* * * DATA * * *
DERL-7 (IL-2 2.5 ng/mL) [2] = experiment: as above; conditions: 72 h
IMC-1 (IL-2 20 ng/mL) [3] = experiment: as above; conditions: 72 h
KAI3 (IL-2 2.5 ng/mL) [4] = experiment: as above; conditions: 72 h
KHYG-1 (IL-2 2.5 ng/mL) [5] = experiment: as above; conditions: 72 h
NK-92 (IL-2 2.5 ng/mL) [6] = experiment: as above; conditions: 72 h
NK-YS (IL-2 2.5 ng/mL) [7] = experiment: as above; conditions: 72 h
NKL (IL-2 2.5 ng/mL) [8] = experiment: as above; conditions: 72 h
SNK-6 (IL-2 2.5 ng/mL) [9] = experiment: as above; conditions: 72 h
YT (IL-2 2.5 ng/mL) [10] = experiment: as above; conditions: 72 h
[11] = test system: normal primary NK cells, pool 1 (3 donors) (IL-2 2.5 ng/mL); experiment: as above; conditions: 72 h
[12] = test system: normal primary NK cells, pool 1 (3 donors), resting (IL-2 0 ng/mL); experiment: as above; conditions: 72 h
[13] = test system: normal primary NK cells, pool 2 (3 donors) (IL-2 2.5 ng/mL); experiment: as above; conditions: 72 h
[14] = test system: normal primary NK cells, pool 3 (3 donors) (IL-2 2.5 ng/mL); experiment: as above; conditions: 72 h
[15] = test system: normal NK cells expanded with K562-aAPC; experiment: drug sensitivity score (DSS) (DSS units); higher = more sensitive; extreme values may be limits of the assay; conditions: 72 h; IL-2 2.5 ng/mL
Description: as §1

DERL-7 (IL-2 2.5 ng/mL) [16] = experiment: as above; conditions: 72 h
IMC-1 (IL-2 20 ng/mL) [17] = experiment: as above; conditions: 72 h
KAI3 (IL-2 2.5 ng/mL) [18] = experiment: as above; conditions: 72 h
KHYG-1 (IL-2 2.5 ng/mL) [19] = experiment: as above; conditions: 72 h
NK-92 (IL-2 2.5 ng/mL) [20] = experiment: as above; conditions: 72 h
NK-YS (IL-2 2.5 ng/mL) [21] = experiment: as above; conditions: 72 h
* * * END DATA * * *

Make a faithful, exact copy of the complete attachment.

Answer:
DERL-7 (IL-2 2.5 ng/mL) [2] = experiment: as above; conditions: 72 h
IMC-1 (IL-2 20 ng/mL) [3] = experiment: as above; conditions: 72 h
KAI3 (IL-2 2.5 ng/mL) [4] = experiment: as above; conditions: 72 h
KHYG-1 (IL-2 2.5 ng/mL) [5] = experiment: as above; conditions: 72 h
NK-92 (IL-2 2.5 ng/mL) [6] = experiment: as above; conditions: 72 h
NK-YS (IL-2 2.5 ng/mL) [7] = experiment: as above; conditions: 72 h
NKL (IL-2 2.5 ng/mL) [8] = experiment: as above; conditions: 72 h
SNK-6 (IL-2 2.5 ng/mL) [9] = experiment: as above; conditions: 72 h
YT (IL-2 2.5 ng/mL) [10] = experiment: as above; conditions: 72 h
[11] = test system: normal primary NK cells, pool 1 (3 donors) (IL-2 2.5 ng/mL); experiment: as above; conditions: 72 h
[12] = test system: normal primary NK cells, pool 1 (3 donors), resting (IL-2 0 ng/mL); experiment: as above; conditions: 72 h
[13] = test system: normal primary NK cells, pool 2 (3 donors) (IL-2 2.5 ng/mL); experiment: as above; conditions: 72 h
[14] = test system: normal primary NK cells, pool 3 (3 donors) (IL-2 2.5 ng/mL); experiment: as above; conditions: 72 h
[15] = test system: normal NK cells expanded with K562-aAPC; experiment: drug sensitivity score (DSS) (DSS units); higher = more sensitive; extreme values may be limits of the assay; conditions: 72 h; IL-2 2.5 ng/mL
Description: as §1

DERL-7 (IL-2 2.5 ng/mL) [16] = experiment: as above; conditions: 72 h
IMC-1 (IL-2 20 ng/mL) [17] = experiment: as above; conditions: 72 h
KAI3 (IL-2 2.5 ng/mL) [18] = experiment: as above; conditions: 72 h
KHYG-1 (IL-2 2.5 ng/mL) [19] = experiment: as above; conditions: 72 h
NK-92 (IL-2 2.5 ng/mL) [20] = experiment: as above; conditions: 72 h
NK-YS (IL-2 2.5 ng/mL) [21] = experiment: as above; conditions: 72 h